Kansas Lawmaker Wants to Make 'Toto' Official State Dog
"Toto, I have a feeling we're in Kansas anymore," quipped a young Judy Garland as Dorothy in "The Wizard of Oz," when she found herself transported to Munchkinland with her beloved dog Toto.
Now a state legislator in Kansas is hoping that three clicks of his heels and a "yay" vote from his fellow legislators will keep Toto in Kansas forever - enshrined as the state's official dog.
Rep. Ed Trimmer, a Democrat who has served in the Kansas House since 2005, last week introduced House Bill No. 251 to make the Cairn Terrier, the same breed as Toto in the 1939 movie, the official dog of the Sunflower State.
"This is a good piece of legislation," Trimmer told ABCNews.com. "I do realize that this isn't the most important piece of legislation or issue we're dealing with, but I hope we can take this legislation as what it is, a symbolic piece of legislation, and move it through," he said.
The idea to add a state dog to the list of Kansas's symbols, which include a state reptile (the ornate box turtle), a state animal (the buffalo) and a state insect (the honeybee), was suggested to Trimmer by Brenda Moore, a constituent and dog lover.
"I've lived in Kansas all my life," Moore told the Wichita Eagle. "I am a middle-aged woman and would like to say I've done something great for my state before I am dead and gone."
Moore is also the obedience chairwoman of the South Central Kansas Kennel Club, located in Trimmer's district.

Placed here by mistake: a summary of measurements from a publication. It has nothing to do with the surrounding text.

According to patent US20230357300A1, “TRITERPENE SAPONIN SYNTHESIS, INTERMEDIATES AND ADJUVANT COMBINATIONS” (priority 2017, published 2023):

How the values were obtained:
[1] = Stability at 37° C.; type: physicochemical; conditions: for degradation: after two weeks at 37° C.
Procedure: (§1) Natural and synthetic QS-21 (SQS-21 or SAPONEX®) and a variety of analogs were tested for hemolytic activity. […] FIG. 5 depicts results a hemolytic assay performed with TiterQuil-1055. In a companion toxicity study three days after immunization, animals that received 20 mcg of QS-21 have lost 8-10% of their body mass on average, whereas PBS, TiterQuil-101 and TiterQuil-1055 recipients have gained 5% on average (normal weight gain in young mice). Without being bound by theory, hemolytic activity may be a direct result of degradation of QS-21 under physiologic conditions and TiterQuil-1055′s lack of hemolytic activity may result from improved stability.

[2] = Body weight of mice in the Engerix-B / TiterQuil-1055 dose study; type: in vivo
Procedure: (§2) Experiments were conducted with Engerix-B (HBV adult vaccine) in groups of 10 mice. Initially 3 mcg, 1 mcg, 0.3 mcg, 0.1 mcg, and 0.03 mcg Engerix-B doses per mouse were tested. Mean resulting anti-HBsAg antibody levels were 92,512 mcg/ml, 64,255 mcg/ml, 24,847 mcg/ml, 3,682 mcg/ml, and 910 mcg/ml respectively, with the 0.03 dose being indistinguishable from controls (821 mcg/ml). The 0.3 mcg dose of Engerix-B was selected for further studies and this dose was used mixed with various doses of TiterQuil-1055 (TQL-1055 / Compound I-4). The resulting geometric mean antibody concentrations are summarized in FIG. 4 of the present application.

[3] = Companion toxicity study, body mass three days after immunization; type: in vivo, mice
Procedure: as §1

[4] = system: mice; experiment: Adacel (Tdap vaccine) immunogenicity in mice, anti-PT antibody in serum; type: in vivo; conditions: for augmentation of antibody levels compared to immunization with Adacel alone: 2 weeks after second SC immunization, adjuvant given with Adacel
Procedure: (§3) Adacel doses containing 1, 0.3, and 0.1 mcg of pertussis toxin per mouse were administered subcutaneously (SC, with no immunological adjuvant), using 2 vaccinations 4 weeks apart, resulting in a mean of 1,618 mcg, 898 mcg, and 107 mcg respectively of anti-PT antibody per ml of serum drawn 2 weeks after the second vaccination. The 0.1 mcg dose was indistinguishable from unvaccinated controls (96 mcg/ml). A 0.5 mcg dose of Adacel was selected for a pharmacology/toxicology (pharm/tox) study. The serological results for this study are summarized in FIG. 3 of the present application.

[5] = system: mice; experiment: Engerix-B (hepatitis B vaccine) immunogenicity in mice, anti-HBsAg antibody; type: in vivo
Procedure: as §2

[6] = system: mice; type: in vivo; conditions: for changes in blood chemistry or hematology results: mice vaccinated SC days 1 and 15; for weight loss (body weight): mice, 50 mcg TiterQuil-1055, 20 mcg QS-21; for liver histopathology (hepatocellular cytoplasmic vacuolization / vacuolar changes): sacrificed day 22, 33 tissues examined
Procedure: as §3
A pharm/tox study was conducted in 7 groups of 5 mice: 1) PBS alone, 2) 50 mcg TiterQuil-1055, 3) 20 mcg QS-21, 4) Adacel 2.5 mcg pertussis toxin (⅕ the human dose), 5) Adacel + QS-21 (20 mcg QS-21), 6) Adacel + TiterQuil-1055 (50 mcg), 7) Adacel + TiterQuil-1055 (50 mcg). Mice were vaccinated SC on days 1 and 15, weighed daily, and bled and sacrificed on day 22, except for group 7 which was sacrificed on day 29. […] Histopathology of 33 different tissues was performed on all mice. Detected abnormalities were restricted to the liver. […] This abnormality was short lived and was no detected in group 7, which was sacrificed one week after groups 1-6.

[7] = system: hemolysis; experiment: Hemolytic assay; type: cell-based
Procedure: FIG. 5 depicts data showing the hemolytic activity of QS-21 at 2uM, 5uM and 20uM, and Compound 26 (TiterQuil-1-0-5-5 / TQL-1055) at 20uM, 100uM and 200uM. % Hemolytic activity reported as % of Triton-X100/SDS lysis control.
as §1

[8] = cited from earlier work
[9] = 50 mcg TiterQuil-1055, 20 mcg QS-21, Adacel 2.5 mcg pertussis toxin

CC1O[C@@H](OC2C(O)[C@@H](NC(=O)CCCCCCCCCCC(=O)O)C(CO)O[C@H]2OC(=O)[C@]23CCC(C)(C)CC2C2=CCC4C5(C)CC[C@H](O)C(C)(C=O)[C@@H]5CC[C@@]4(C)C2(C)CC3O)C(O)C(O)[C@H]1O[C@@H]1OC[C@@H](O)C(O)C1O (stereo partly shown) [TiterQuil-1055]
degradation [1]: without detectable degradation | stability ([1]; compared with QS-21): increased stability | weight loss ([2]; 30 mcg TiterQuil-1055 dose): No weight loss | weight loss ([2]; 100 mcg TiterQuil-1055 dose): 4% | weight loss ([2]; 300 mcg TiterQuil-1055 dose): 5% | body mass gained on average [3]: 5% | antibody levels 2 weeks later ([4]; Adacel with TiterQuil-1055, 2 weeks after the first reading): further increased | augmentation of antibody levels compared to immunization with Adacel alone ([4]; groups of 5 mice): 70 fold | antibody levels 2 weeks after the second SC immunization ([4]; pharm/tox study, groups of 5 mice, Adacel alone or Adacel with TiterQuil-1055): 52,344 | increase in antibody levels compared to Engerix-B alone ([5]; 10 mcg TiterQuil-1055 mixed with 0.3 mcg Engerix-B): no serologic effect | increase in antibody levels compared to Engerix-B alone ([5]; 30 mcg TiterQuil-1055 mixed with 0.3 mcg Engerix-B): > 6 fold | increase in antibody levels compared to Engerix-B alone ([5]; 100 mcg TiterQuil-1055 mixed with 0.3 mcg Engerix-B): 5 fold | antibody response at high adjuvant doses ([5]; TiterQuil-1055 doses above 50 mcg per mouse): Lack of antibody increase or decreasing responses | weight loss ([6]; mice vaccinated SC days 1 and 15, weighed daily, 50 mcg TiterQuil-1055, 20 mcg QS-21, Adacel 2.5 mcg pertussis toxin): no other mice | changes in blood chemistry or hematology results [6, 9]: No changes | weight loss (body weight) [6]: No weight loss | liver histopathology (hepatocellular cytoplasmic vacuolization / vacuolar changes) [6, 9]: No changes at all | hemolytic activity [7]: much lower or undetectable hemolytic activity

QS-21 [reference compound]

While sentimental, the choice of tying Toto so closely to the bid to finally gain an official dog for the state was also strategic; a similar attempt to declare the Cairn Terrier the official dog of Kansas failed in 2006, after no legislator would carry the proposal, the Eagle reported.
"As dog club members and dog lovers, none of us in our group own any Cairn Terriers, but we thought because of the 'Wizard of Oz' situation, it would be the ideal dog," Moore said. "We thought we could avoid conflict that way because no one would say we had to pick their dog."
Trimmer's bill will move to the House Standing Committee on Agriculture and Natural Resources for a hearing and then to the House floor for a vote.
"You just never know about a bill like this. Sometimes they take a while and sometimes they fly right through," Trimmer said of the bill's prospects, recalling the drawn-out debate the state legislature had over which type of grass should be the official state grass. (In 2010, little bluestem became the official state grass.)
If the bill is successful, Kansas would become the 12 th state to have an official dog, joining Alaska, Louisiana, Maryland, Massachusetts, New Hampshire, North Carolina, South Carolina, Pennsylvania, Texas, Virginia and Wisconsin.
"Largely I'm getting a lot of ribbing about it," Trimmer said when asked if any fellow legislators had signed on to his bill. "I get barked at at receptions."
Moore did not respond to a request for comment today by ABCNews.com.